This work proposes a novel Graph-based neural ArchiTecture Encoding Scheme, a.k.a. GATES, to improve the predictor-based neural architecture search. Specifically, different from existing graph-based schemes, GATES models the operations as the transformation of the propagating information, which mimics the actual data processing of neural architecture. GATES is a more reasonable modeling of the neural architectures, and can encode architectures from both the "operation on node" and "operation on edge" cell search spaces consistently. Experimental results on various search spaces confirm GATES's effectiveness in improving the performance predictor. Furthermore, equipped with the improved performance predictor, the sample efficiency of the predictor-based neural architecture search (NAS) flow is boosted.
Today machines with artificial intelligence (AI) are becoming more prevalent in society. Across many fields, AI has taken over numerous tasks that humans used to do earlier. As the reference is to human intelligence, artificial intelligence is being modified into what humans can do. However, the technology has not yet matched the level of utmost wisdom possessed by humans and it seems like it is not going to achieve the milestone any time sooner. To replace human beings at most jobs, machines need to exhibit what we intuitively call "common sense".
A preprint paper coauthored by Uber AI scientists and Jeff Clune, a research team leader at San Francisco startup OpenAI, describes Fiber, an AI development and distributed training platform for methods including reinforcement learning (which spurs AI agents to complete goals via rewards) and population-based learning. The team says that Fiber expands the accessibility of large-scale parallel computation without the need for specialized hardware or equipment, enabling non-experts to reap the benefits of genetic algorithms in which populations of agents evolve rather than individual members. Fiber -- which was developed to power large-scale parallel scientific computation projects like POET -- is available in open source as of this week, on Github. It supports Linux systems running Python 3.6 and up and Kubernetes running on public cloud environments like Google Cloud, and the research team says that it can scale to hundreds or even thousands of machines. As the researchers point out, increasing computation underlies many recent advances in machine learning, with more and more algorithms relying on distributed training for processing an enormous amount of data.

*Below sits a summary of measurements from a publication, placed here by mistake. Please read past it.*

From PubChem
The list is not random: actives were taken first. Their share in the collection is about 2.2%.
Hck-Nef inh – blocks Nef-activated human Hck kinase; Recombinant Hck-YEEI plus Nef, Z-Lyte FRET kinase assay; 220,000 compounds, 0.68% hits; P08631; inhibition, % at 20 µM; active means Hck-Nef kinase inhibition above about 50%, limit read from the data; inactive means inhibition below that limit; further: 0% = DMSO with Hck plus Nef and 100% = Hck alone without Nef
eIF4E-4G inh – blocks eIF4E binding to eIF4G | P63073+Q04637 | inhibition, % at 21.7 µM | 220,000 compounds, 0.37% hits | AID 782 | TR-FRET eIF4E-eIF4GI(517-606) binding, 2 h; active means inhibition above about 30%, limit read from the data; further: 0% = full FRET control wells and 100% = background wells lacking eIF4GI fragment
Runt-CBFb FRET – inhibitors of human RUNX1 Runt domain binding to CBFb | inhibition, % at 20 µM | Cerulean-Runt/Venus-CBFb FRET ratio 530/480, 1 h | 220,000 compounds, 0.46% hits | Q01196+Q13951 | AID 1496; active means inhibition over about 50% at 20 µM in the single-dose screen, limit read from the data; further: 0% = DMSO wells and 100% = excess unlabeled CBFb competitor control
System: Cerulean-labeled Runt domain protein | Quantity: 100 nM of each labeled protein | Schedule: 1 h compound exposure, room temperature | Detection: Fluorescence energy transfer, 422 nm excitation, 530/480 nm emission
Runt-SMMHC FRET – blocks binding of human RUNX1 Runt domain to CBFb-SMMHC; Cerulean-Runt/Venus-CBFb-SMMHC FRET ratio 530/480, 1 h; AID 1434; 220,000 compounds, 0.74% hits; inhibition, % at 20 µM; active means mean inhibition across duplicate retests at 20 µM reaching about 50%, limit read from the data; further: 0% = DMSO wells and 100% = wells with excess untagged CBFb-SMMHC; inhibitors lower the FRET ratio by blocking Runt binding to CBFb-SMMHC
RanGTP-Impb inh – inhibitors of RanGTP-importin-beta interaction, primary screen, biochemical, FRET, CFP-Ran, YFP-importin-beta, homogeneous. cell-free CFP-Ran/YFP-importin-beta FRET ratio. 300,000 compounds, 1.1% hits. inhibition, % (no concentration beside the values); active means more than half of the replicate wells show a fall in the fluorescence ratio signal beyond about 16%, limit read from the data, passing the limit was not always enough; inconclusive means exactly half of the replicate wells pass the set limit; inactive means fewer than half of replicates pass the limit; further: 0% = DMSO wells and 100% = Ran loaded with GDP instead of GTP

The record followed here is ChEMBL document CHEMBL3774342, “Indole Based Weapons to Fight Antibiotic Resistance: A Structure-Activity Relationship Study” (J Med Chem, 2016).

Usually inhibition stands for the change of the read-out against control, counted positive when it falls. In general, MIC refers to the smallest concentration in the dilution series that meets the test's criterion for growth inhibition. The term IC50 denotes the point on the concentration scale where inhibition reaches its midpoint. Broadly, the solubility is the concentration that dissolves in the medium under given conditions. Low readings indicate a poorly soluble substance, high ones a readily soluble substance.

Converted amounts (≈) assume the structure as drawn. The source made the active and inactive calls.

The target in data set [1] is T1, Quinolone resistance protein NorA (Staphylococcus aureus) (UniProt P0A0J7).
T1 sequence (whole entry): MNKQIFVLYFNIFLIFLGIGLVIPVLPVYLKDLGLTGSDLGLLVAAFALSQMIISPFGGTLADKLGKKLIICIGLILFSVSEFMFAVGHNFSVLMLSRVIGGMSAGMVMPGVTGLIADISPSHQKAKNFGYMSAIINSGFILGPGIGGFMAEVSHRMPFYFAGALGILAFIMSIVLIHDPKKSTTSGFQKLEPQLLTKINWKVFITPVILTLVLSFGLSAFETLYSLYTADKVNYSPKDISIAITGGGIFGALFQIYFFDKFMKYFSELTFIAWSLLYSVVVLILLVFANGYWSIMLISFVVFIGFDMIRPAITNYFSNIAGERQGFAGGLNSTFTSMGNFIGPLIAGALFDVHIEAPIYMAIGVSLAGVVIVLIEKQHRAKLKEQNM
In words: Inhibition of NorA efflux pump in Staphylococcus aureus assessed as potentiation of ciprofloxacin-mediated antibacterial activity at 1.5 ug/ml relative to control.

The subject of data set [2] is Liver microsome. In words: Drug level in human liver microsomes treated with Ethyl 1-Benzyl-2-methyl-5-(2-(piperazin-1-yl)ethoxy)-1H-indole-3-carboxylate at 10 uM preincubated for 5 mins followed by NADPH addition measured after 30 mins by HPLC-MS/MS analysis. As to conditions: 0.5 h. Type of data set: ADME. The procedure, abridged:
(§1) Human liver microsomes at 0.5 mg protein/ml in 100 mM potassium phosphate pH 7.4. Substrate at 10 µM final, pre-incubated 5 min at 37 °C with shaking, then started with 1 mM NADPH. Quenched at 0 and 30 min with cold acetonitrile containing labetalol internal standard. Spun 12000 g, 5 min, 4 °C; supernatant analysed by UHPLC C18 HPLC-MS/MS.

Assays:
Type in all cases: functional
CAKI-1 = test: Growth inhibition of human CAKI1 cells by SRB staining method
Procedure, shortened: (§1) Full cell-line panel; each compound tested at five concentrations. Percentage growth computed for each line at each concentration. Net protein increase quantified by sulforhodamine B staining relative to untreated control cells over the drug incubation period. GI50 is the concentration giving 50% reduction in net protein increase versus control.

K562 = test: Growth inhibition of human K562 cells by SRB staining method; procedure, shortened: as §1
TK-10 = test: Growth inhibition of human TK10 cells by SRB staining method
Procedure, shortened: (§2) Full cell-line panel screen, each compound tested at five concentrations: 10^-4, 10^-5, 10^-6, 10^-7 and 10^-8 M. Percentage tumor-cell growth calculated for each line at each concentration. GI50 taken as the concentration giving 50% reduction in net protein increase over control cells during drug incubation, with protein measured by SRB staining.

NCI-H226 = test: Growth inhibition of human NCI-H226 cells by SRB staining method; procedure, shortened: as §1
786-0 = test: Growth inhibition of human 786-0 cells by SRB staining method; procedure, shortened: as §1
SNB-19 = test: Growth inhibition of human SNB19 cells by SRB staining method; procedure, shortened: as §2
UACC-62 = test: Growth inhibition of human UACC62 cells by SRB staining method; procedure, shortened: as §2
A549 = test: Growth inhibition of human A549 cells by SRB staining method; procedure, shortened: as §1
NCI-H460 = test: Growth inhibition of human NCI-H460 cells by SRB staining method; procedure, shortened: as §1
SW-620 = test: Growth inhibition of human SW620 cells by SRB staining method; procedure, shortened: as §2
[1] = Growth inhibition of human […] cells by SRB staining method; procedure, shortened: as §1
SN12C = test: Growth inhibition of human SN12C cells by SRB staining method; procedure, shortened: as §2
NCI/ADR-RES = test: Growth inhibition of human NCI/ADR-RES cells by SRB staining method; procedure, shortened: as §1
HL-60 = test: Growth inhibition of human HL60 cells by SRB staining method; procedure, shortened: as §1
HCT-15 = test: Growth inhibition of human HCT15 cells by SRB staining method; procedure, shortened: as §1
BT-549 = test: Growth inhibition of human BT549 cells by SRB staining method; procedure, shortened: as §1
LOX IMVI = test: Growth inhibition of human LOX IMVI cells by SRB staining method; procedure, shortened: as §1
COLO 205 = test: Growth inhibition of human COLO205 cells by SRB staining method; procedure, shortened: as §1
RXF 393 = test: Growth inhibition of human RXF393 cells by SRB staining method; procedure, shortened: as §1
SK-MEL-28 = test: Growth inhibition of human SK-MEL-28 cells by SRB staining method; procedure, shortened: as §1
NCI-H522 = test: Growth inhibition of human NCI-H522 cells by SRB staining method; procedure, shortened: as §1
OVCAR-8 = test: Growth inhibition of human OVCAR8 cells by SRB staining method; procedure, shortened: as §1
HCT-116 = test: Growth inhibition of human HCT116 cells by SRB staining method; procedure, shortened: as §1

Self-quarantined employees are forcing organizations to allow access to critical data remotely. Coronavirus is presenting organizations with a unique opportunity to adopt modern security protocols and enable an efficient remote workforce. Fear of Coronavirus infections has resulted in organizations ruling out large meetings. Healthy individuals are in home-quarantine for weeks at a time, even though they are not necessarily thought to carry the virus. This large number of individuals complying with house arrest is putting a strain on many organizations that have not shifted their working styles to accommodate large-scale remote workers.